After 50 years in the losing column, butter has notched three straight wins in pounds of sales over margarine, reported The Wall Street Journal. That level – 22.5 sticks for everyone – has not been seen since World War II.
As competition grew from margarine, butter fell from nearly 19 pounds of consumption per person in the 1910s to under 8 pounds by the 1950s, when it was passed by margarine. Margarine held above the 10 pounds per person per year line from the late 1960s through the mid-1990s, then experienced a fall of its own to only 3.5 pounds in 2010 (it has not been tracked since falling to the lower levels).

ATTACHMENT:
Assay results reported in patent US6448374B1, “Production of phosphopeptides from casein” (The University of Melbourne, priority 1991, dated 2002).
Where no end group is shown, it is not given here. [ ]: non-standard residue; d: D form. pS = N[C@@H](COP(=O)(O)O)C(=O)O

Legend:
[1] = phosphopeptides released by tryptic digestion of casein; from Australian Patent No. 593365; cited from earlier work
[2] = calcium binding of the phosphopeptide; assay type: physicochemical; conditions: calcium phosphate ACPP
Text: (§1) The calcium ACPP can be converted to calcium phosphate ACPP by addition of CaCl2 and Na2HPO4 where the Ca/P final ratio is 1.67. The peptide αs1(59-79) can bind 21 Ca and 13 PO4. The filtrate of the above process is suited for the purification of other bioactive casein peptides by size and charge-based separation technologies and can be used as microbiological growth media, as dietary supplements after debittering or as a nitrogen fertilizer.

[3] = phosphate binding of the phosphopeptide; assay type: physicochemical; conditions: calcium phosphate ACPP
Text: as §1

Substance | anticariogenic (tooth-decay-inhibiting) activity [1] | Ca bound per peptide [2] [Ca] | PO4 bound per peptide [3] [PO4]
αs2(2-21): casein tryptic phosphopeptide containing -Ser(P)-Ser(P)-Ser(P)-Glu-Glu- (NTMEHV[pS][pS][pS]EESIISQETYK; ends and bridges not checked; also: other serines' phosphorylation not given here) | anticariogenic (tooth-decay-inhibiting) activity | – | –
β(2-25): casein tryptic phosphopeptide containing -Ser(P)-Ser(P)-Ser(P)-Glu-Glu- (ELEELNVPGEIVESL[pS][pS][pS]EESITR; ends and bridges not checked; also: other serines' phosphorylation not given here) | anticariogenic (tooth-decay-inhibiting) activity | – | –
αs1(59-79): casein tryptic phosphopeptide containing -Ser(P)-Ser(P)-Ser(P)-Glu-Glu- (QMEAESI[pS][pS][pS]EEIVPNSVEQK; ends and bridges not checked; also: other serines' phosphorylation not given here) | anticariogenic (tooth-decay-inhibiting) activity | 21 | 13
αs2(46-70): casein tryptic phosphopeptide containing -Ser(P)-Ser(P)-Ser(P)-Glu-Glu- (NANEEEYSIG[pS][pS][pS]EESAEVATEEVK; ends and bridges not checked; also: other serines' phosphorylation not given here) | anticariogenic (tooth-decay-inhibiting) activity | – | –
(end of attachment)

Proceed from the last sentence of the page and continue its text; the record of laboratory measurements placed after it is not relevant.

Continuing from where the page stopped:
Butter sales bottomed out at under 5 pounds per person per year in the 1970s, and stayed there until about 5 years ago, and has since grown slightly to 5.6 pounds in 2014.
Margarine was invented by a French chemist in 1869 when Napoleon III looked for a butter substitute. It started as an animal fat-derived spread and then moved to a vegetable based products in the last century.
Helping matters may be star power, like that of Ree Drummond, the Pioneer Woman, who is now a spokesperson for Land O'Lakes.
Land O'Lakes' dairy-foods division rose 8% last year. Overall, butter sales were $ billion compared to $1.8 billion in the spreads and margarines category, according to IRI.
Source: The Wall Street Journal